Dan Farber: The sloppiness of the opinion is all the more noteworthy because we are still nowhere near the end-of-the-term crunch, when things are more likely to slip through the cracks.
Dan Bacher: Authored by Senators Holly Mitchell and Mark Leno, SB 1132 would require the Natural Resources Agency to facilitate an “independent scientific study” on well stimulation treatments (fracking and acidizing) and their hazards and risks to natural resources and public, occupational, and environmental health and safety by January 1, 2015.
Walter Brasch: Two of the reasons Pennsylvania has no severance tax and one of the lowest taxes upon shale gas drilling are because of an overtly corporate-friendly legislature and a research report from Penn State, a private state-related university that receives about $300 million a year in public funds.
Claude Fischer: For years, political divisions over the environment have had the seemingly odd feature that Americans farthest from the open country have tended to be most supportive of protecting the environment, while those nearest to it — farmers and other rural residents — have been most resistant.
Catherine Wolfram: Coal gasification will help reduce local pollution and it appears commercially viable, at least in China. Unfortunately, it’s a disaster for climate change.
Walter Brasch: The administration doesn’t think of themselves or their college as a prostitute. They believe they are doing a public service. Of course, streetwalkers and call girls also believe they are doing a public service.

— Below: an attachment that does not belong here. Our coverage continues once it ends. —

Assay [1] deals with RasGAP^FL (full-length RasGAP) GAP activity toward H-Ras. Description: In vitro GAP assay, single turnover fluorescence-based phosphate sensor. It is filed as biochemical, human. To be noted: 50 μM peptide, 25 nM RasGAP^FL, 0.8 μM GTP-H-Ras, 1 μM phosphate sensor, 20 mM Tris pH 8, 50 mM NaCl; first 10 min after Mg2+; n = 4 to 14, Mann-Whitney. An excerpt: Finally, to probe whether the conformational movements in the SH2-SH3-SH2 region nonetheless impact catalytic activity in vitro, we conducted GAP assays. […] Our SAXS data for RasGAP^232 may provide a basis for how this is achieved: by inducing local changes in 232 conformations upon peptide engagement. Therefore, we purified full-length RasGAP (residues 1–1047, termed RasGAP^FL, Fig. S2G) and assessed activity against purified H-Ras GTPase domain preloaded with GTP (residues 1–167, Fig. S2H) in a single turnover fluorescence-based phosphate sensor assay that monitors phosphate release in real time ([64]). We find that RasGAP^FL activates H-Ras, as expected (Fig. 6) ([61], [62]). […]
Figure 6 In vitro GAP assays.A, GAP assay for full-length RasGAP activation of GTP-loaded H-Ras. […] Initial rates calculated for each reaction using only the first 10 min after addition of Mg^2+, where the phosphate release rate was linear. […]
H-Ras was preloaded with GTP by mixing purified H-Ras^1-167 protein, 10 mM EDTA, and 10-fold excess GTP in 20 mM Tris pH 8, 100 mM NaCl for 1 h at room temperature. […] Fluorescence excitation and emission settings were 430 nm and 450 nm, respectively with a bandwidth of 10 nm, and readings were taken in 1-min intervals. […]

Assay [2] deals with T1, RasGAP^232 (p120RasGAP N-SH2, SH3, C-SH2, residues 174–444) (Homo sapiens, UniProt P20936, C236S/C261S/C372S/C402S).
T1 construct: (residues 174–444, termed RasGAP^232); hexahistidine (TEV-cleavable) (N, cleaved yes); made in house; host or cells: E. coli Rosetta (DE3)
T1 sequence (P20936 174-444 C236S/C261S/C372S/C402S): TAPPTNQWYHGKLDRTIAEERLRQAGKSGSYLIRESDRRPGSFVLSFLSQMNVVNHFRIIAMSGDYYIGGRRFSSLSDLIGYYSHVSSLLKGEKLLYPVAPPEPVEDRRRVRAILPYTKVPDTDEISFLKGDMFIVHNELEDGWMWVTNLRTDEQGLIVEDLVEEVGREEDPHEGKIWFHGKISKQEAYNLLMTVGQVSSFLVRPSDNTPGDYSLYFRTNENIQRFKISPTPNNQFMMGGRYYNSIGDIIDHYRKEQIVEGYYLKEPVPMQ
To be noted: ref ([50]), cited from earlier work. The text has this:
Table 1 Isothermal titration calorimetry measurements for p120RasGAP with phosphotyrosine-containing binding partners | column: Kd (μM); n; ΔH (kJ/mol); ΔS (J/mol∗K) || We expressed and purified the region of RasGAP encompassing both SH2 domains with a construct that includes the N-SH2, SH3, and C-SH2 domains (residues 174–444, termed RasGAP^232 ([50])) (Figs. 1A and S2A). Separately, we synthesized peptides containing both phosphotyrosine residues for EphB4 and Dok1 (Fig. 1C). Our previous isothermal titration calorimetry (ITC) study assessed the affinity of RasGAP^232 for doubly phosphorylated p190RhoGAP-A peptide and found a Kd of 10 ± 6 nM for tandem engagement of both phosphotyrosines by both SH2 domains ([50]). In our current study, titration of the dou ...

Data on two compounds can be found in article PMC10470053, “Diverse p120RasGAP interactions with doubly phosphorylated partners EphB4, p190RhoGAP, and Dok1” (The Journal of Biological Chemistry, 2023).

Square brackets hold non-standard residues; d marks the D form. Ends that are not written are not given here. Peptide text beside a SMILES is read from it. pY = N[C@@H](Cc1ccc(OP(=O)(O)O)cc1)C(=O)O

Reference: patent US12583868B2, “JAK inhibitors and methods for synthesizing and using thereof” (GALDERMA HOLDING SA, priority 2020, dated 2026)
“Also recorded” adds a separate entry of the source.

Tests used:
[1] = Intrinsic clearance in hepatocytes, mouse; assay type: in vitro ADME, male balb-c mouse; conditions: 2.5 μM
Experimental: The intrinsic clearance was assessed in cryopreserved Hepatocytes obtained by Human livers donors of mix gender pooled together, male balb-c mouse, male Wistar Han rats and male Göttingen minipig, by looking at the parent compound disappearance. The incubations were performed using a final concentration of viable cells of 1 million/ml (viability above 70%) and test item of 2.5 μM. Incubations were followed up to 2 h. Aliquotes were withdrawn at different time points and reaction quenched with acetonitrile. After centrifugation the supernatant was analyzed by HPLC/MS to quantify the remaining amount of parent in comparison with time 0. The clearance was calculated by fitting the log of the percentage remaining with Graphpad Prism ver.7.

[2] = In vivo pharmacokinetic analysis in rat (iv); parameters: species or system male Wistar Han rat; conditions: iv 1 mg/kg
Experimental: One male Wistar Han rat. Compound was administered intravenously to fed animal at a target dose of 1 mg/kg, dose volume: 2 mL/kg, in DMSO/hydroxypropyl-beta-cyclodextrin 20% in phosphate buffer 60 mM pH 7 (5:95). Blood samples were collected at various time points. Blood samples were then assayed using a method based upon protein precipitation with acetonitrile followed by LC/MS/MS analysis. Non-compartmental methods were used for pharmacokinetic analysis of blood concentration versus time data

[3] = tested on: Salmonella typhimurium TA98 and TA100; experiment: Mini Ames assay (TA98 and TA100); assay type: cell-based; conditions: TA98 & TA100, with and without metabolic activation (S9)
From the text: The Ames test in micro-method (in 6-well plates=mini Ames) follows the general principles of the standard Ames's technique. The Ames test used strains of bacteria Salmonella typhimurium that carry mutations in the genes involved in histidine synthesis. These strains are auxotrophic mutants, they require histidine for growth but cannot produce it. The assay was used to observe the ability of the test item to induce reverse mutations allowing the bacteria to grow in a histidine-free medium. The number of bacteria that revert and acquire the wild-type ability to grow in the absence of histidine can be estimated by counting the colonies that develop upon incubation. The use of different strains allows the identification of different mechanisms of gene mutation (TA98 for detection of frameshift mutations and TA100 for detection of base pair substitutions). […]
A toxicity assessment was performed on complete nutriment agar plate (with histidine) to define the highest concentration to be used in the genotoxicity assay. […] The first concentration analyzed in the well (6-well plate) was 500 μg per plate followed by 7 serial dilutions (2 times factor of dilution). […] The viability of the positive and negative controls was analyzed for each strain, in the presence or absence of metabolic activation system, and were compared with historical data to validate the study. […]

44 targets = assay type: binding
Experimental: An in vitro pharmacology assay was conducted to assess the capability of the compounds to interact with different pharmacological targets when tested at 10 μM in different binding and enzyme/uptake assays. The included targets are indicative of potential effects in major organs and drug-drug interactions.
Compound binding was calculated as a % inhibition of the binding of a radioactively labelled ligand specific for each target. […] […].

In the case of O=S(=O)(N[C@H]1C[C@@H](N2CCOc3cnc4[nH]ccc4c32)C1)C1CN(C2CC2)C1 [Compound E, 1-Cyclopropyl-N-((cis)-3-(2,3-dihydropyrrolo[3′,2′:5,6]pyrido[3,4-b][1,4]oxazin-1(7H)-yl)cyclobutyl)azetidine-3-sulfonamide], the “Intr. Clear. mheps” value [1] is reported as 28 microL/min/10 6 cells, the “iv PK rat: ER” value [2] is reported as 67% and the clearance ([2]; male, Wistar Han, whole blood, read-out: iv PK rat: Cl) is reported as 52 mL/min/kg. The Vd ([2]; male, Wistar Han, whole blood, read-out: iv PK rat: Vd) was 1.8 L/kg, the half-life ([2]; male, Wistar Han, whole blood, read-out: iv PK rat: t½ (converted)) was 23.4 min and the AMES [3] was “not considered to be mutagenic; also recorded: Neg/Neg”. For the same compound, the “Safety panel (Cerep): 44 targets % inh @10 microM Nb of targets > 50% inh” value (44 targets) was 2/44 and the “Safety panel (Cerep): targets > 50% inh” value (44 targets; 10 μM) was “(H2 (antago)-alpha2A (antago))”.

Dan Bacher: It is no surprise that Western States Petroleum Association placed first in “The Big Oil Dirty Dozen” with $23,987,896 spent on lobbying in Sacramento from 2009 through 2013.
Stephen Wallace: To see the impact big oil is having on the Amazon, I spent eight days with the Amazon Anchaur people. Every morning they vomit as a way of cleansing to start the day fresh. The next few hours are spent telling stories with the entire family present.
Walter Moss: In keeping with our unrestrained consumptiveness, the commonly accepted basis of our economy is the supposed possibility of limitless growth, limitless wants, limitless wealth, limitless natural resources, limitless energy, and limitless debt.
Shane Davis: Gov. Brown, will you frack to the moon and back, or will your ‘Moonbeam’ shine a new light on harmful fracking and ban it outright in California?
Walter Brasch: Vera Scroggins never planned to be among the leaders of a social movement, but her persistence in explaining and documenting what is happening to the people and their environment has put her there.
Larry Wines: Solid ground isn’t solid. Things move. And we’ve come to understand the “how” and a lot of the “why,” and where it’s going.
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